As published in Religion Unplugged

Rev. Al Sharpton On The Black Evangelical Vote

Kelly Davis |

While upwards of 80 percent of black Americans have voted Democrat since the 1960’s, many are also Christians. As such, black voters make up the most conservative block of the Democratic Party.

Forty percent of black Democrats describe themselves as moderates, while 25 percent identify as conservative and 29 percent identify as liberals, compared to 55 percent of white Democrats, according to Pew Research. Fifty-five percent of black Democrats say belief in God is necessary for morality, compared to 89 percent of white Democrats who say morality is not linked to religion. And while 24 percent of black men approve of Trump, only 6 percent of black women do.

Trump’s opposition to abortion and support for traditional family values has appealed to many evangelical Christians, and black evangelicals are no exception. Only 51 percent of black Americans support same-sex marriage compared to 62 percent of white Americans, regardless of religious affiliation. Among two prominent black Protestant traditions, 74 percent of Church of God in Christ members and 68 percent of National Baptist Convention members said they strongly oppose same-sex marriage in 2014.

Still, 80 percent of black evangelicals who voted in the midterm elections in 2018 disapproved of Trump, according AP VoteCast, and in 2016, only 6 percent of black voters supported Trump.

Rev. Al Sharpton, civil rights leader and host of PoliticsNation on MSNBC, sat down with Religion Unplugged to discuss why some black evangelicals support the Trump administration and its policies.

“Life for blacks and whites in this country is still much different and that is also true in the evangelical community,” Sharpton said. “So they may agree with some of what white evangelicals preach, but when it comes to how their lives are going to be managed and governed, there’s a difference because they understand they’re going to be governed differently.” When asked about whether people of faith should consider their personal morals and values while voting, Sharpton said he ultimately believes that there is nothing wrong with that.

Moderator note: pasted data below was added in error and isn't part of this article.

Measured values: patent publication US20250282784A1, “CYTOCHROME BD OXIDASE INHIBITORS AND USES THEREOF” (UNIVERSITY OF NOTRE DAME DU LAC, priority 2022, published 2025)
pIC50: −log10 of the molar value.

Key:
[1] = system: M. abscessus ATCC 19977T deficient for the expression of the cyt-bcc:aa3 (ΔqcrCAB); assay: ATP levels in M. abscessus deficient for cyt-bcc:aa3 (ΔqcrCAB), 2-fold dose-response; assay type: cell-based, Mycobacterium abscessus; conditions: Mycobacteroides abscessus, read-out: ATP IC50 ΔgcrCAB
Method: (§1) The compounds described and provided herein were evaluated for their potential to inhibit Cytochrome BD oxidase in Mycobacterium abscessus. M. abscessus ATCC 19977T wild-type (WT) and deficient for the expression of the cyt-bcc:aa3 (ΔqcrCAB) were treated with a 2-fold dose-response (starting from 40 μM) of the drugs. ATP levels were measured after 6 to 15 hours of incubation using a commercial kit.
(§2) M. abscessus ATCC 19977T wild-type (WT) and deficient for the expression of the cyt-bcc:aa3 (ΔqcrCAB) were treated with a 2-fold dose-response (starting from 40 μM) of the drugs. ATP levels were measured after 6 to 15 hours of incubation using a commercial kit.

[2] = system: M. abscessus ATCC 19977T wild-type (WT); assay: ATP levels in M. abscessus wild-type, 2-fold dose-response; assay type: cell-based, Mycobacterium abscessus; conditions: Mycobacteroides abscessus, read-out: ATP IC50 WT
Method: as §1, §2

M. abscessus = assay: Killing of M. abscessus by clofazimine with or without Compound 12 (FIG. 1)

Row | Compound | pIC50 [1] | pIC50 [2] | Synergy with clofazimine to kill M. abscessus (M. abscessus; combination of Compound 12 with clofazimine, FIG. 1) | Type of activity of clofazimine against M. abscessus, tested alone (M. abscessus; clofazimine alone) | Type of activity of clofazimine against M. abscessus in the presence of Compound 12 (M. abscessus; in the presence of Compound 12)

“Now that does not mean you want to see the tenants of a given church or the dogma of a church in government,” Sharpton said. “I think that there is a division between church and state but there is not a division between the voter and the voter’s values.”

Sharpton also weighed in on a clip of black pastors and leaders in Wichita, Kansas who claim that Trump touts Christian values but his actions contradict Biblical values. The leaders urged that evangelical voters weigh more than same-sex marriage and abortion in their 2020 vote for president.

“Jesus did not preach to hate homosexuals, nor did he preach that the only life to sanctify is in vitro,” said Lincoln Montgomery, pastor of Tabernacle Bible Church.

“There were 22 Republican candidates that all probably felt the same about abortion, probably felt the same about everything else that traditionally we care about as people of faith,” Councilman Brandon Johnson said. “Why didn’t you vote for them?

Sharpton agrees evangelical support for the president can be hypocritical.

“I think it’s very clear that even in the faith community there is a very serious polar view of Donald Trump,” Sharpton said. “You can only wonder how some of the white evangelicals can preach one thing and give him a pass.”

Sharpton also watched a clip of black laypeople expressing relief that the president is putting traditionally Christian values at the forefront (for example, Trump’s dedication to appoint exclusively pro-life judges.)

“What’s the other side?” Benji Irby, from Queens, said. “Either you go with Trump and you deal with Christian family values, or you go with them, and you’re dealing with transgender everything, abortion everything.”

“Being a Christian, I don’t see absolutely no way to vote for the Democrats,” said Derrick Gibson, also from Queens. He reasoned that Democrats support “nine-month abortions, infanticides, and transgendering,” which he says is a desecration of the body.

Sharpton argued that it is not so simple.

“I may disagree with abortion personally,” Sharpton said. “That’s not the issue. The issue is do I have the right to put my personal will on another person? Suppose someone of a different religion becomes president. Do they have a right to make me as a Baptist illegal?”

According to Pew Research, 25 percent of all Americans identify as evangelical Protestants, while black evangelicals make up just six percent. Sharpton said that if the 2020 election ends in a tight race, the black evangelical vote could make all the difference.

“To be Biblical, sometimes you have to take smooth stones to bring down Goliath,” Sharpton said, referencing the Bible story of David, a young shepherd boy who defeated a giant with God’s help and later became a king. “If it’s close, six percent might weigh in a lot.”